U.S. natural gas E&Ps were on top of the world last year as prices reached levels not seen in over a decade. But it’s been a much different story for gas producers so far this year.

Henry Hub natural gas prices rose above $9/MMBtu in August last year due to a confluence of geopolitical and macroeconomic factors—like structural supply-demand imbalances emerging from the COVID-19 pandemic and Russia’s invasion of Ukraine upending the European energy market.

Henry Hub prices rose to levels not seen since April 2008 in the midst of the Great Recession, according to Energy Information Administration (EIA) data.

Producers raised output, chased the high prices accordingly and raked in big profits. But as the old adage goes: High prices are the cure for high prices.

Instead of the structural shortages seen last year, today the market is glutted with too much natural gas.

U.S. natural gas inventories remain well above the five-year average with nearly 2 Tcf in storage, the EIA reported in its latest Short-Term Energy Outlook.

“Inventories are full because of high natural gas production and warmer-than-average winter weather, which reduces demand for space heating in the commercial and residential sectors,” the EIA wrote in the report.

Henry Hub prices are expected to average $3.20/MMBtu this November, down from $5.50/MMBtu a year prior.

Yet total U.S. natural gas production remains higher than output levels seen during the period of sky-high prices last year, the EIA’s latest figures show.

EIA Nat Gas Aug
U.S. natural gas production is higher than in 2022, when Henry Hub prices spiked above $9/MMBtu for the first time since the Great Recession. (Source: U.S. Energy Information Administration)

Profits plunge

The volatility in natural gas prices resulted in lower earnings for gas producers compared to last year.

Third-quarter profits were down year-over-year for U.S. supermajors Exxon Mobil Corp. and Chevron Corp.

Both companies cited lower natural gas realizations as headwinds to profitability for the quarter. However, analysts had largely anticipated the sharp drops in both Exxon and Chevron’s earnings.

Appalachia giant EQT Corp., the nation’s largest pure-play gas producer, brought in a third-quarter net income of $81.2 million, or $0.20/share—down from $683.6 million, or $1.69/share, during the same period last year.

Chesapeake Energy, which sold off its final oily acreage in the Eagle Ford Shale this year, reported third-quarter net income of $70 million, or $0.49 per diluted share—compared to $883 million, or $6.12 per diluted share, in the same quarter a year ago.

But lower operating costs help offset some of the headwinds from lower natural gas prices, Chesapeake told investors.

Southwestern Energy’s third-quarter net income was $45 million, or $0.04 per diluted share—down from $450 million, or $0.40 per diluted share, during the third quarter of 2022.

Rumors are also swirling that Chesapeake could scoop up Southwestern to create a premier publicly traded gas E&P.


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Natural gas E&Ps benefitted from a quarter-over-quarter increase in commodity prices. But prices are still so low, it’s difficult for gas producers to actually generate free cash flow.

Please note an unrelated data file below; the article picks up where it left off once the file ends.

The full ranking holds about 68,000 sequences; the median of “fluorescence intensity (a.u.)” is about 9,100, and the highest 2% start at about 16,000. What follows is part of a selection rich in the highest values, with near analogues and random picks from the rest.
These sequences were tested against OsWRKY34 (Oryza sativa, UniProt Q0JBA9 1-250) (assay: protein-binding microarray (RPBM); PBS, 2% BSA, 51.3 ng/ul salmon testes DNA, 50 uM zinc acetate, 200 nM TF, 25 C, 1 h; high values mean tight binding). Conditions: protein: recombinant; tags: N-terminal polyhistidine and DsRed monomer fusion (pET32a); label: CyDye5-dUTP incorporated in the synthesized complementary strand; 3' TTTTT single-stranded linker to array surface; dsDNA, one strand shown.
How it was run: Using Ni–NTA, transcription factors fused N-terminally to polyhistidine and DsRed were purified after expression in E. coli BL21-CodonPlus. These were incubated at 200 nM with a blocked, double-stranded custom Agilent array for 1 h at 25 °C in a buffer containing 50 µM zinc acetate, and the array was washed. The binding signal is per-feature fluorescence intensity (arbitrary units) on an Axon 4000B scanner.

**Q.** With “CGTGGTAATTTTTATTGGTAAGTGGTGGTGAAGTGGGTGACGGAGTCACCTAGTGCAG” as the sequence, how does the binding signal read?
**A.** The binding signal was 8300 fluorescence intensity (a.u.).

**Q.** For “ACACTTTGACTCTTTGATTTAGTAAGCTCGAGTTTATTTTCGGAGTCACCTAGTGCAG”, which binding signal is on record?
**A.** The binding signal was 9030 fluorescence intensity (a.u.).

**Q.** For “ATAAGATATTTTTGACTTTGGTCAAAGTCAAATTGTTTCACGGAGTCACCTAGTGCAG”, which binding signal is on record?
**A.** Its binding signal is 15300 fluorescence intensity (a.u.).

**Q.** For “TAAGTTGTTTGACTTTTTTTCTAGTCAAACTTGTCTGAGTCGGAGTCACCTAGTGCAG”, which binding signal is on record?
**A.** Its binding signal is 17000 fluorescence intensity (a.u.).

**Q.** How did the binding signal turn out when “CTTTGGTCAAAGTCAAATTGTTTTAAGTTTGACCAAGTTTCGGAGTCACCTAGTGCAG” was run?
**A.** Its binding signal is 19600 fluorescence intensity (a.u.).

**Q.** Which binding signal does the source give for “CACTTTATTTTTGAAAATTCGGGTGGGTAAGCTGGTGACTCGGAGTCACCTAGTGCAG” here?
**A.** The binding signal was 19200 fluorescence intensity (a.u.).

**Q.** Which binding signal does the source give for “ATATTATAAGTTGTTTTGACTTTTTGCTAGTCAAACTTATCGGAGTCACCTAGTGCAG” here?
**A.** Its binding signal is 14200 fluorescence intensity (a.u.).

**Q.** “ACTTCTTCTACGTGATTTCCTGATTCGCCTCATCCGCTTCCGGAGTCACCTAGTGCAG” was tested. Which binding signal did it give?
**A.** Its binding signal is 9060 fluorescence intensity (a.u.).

By EQT’s analysis, a natural gas price of $3.50/MMBtu is needed for operators in the Haynesville Shale to even begin generating cash flow in maintenance mode, CFO Jeremy Knop said during EQT’s third-quarter earnings call.

“Meaning below this price, no shareholder value is being created and inventory optionality is being depleted,” Knop said.

Further, he said, EQT sees the price required to generate corporate returns for Haynesville producers at above $4/MMBtu, based on current market valuations.

EQT’s own free cash flow fell into negative territory in the third quarter—$2 million in the red—though that was partly due to one-time charges associated with EQT’s multibillion-dollar acquisition of Tug Hill.


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LNG: the light at the end of the tunnel

Despite months of price volatility and steep year-over-year declines in earnings, the outlook by most U.S. gas producers largely remains optimistic.

That’s because they’ve kept their eyes on the proverbial light at the end of the dark tunnel: rising natural gas demand from LNG developers on the Gulf Coast.

Gas demand to fuel U.S. LNG exports is forecasted to grow by 17.4 Bcf/d between 2023 and 2030, according to figures from East Daley Analytics. More than a half dozen new LNG export projects are currently under construction and expected to start up in the coming years.

Last year, total peak LNG export capacity was about 13.9 Bcf/d, per EIA figures.

Producers like EQT think the natural gas market will grow increasingly tighter in late 2024 and into 2025 as more LNG export capacity comes online.

“We see the potential for pricing to move asymmetrically higher,” Knop said.

Gas E&Ps are hard at work getting ready for the huge increase in demand. Chesapeake announced on Oct. 31 it is entering into a long-term LNG supply heads of agreement (HOA) with global commodities trader Vitol Inc.

Under the agreement, Chesapeake will supply up to 1 million tonnes per annum of LNG to Vitol for a period of 15 years; prices will be indexed to the international Japan Korea Marker (JKM).

Earlier this year, Chesapeake signed a long-term LNG supply agreement with commodities trader Gunvor Singapore Pte Ltd.

EQT signed a long-term LNG supply agreement of its own: a 15-year tolling agreement with Commonwealth LNG’s facilities in Cameron, Louisiana.

Still, the anticipated growth in domestic natural gas demand to supply liquefaction capacity is so huge, even some of the largest gas producers wonder from where it will all be produced.


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